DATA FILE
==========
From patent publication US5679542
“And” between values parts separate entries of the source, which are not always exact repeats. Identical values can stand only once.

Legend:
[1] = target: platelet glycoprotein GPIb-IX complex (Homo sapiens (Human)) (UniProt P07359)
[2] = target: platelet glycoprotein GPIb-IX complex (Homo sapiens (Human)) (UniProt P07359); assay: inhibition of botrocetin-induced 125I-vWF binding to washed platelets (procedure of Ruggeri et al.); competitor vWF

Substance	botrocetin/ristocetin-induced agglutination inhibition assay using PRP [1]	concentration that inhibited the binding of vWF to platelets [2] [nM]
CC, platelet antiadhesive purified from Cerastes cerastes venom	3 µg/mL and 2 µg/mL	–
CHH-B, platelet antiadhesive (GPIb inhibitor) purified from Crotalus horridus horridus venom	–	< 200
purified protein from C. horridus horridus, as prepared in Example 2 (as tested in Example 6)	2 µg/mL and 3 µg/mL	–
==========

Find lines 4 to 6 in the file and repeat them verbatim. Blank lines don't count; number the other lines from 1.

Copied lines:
[1] = target: platelet glycoprotein GPIb-IX complex (Homo sapiens (Human)) (UniProt P07359)
[2] = target: platelet glycoprotein GPIb-IX complex (Homo sapiens (Human)) (UniProt P07359); assay: inhibition of botrocetin-induced 125I-vWF binding to washed platelets (procedure of Ruggeri et al.); competitor vWF

Substance	botrocetin/ristocetin-induced agglutination inhibition assay using PRP [1]	concentration that inhibited the binding of vWF to platelets [2] [nM]